Autor: Lex Loizides
Category: Integridade & Humildade, Oralidade, Testemunho Pessoal
Evangelistic progress in the West, and its downside
There’s little doubt that recent gains have been made in the Western church in terms of evangelism. While evangelistic growth has been roaring ahead in the Global South, those of us who work with churches in the West have been carefully seeking to engage with local communities.
We are, I hope, doing so respectfully and with increasing fruit. We are creating a context in which objections can be raised and hopefully answered.
The appetite for apologetics in the church has increased. And enquirers are given time rather than exhorted to respond without much information. So far so good.
But, in the midst of our modest gains, there’s a downside. A case might be made that the trend towards apologetics has slowed the evangelistic process so comprehensively that some would be sceptical if a guest were to ask to become a Christian after a single sermon.
Alongside the tremendous success of multi-week evangelistic courses and seeker friendly sermon series in the Western church, we may doubt the possibility of God bringing saving power ‘right now’, as it were! We may also have become unnecessarily nervous of any ‘demonstrations of power’ in the evangelistic arena (cf. 1 Cor 2:4).
Do we still believe that someone’s heart can be ‘strangely warmed’ as they hear the gospel? Can we believe that during a single sermon ‘the Lord opens the heart to believe’? Would we, like Paul, baptise someone after such a short exposure to the Christian message? (see Acts 16:11-15)
We acknowledge that everyone goes through a process of discovery. Jesus Himself spoke about sowing and reaping. This is how the influence of the Kingdom of God expands (Matt 13:1-9, Mark 4:26-29).
But we must never forget that what’s being described is not a natural but a supernatural process.
When things were speeding up for John Wesley in the 18th century; when hundreds were hearing the gospel, experiencing the power of the Spirit and being converted, he was criticised for promoting it. Although he is responding primarily to concern about the power aspects of the meetings, his faith in the suddenness of genuine conversion is refreshing.
His defence, copied into his journal in May 1739, is helpful for us so that, while continuing to carefully instruct inquirers, we might avoid the danger of lowering our expectation of God’s power in the gospel. (Rom 1:16)
John Wesley defends the work
Wesley writes, ‘The question between us turns chiefly, if not wholly, on matter of fact. You deny that God does now work these effects, at least that he works with them in this manner.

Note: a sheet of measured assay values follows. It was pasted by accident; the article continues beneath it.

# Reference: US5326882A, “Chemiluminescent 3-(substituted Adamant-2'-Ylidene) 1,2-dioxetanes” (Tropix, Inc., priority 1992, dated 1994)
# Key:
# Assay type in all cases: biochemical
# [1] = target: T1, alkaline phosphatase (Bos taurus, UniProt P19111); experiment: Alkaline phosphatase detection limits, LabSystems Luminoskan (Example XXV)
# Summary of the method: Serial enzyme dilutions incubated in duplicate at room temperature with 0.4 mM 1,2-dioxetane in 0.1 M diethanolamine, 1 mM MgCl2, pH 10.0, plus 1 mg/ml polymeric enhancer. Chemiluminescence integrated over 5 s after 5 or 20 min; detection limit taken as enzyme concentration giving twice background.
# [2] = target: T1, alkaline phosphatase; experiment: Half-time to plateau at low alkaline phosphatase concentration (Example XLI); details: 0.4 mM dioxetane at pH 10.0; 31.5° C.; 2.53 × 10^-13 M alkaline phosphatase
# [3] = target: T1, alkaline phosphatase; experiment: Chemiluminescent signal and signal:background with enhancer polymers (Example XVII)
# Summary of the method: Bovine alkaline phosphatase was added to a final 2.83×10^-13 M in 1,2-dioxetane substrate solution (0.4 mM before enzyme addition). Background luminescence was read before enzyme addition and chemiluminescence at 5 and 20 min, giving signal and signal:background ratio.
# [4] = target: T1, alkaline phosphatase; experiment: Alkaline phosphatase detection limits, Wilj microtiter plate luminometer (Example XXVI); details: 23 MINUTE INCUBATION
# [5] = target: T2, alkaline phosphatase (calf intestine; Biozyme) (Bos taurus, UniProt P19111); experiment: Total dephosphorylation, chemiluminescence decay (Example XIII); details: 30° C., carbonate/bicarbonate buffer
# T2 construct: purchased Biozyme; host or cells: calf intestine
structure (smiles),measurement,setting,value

‘I affirm both, because I have heard these things with my own ears, and have seen them with my eyes.
‘I have seen (as far as a thing of this kind can be seen) very many persons changed in a moment from the spirit of fear, horror, despair, to the spirit of love, joy, and peace; and from sinful desire, till then reigning over them, to a pure desire of doing the will of God.
‘These are matters of fact, whereof I have been, and almost daily am, an eye or an ear witness.
‘…I know several persons in whom this great change was wrought in a dream, or during a strong representation to the eye of their mind, of Christ either on the cross, or in glory.
‘This is the fact,’ Wesley continued, ‘let any judge of it as they please. And that such a change was then wrought, appears (not from their shedding tears only, or falling into fits, or crying out: these are not the fruits, as you seem to suppose, whereby I judge, but) from the whole tenor of their life, till then, many ways wicked; from that time, holy, just and good.
‘I will show you him that was a lion till then, and is now a lamb; him that was a drunkard, and is now exemplarily sober; the whoremonger that was, who now abhors the very ‘garment spotted by the flesh’.
‘These are my living arguments for what I assert, viz. ‘That God does now, as [in the past], give remission of sins and the gift of the Holy Ghost, even to us and to our children; yea, and that always suddenly, as far as I have known, and often in dreams or in the visions of God.’ (John Wesley Journals, Vol 1, Baker edition, p.195-6)
Examples like this from our history (incidentally, from the West) should help us to become more open and more desirous of the power of the Holy Spirit working in the evangelistic arena and perhaps bring us closer to authentic New Testament evangelistic norms.
Adapted from an article on The Church History Blog http://lexloiz.wordpress.com
Hwa Yung’s original article is here: http://conversation.lausanne.org/en/conversations/detail/11041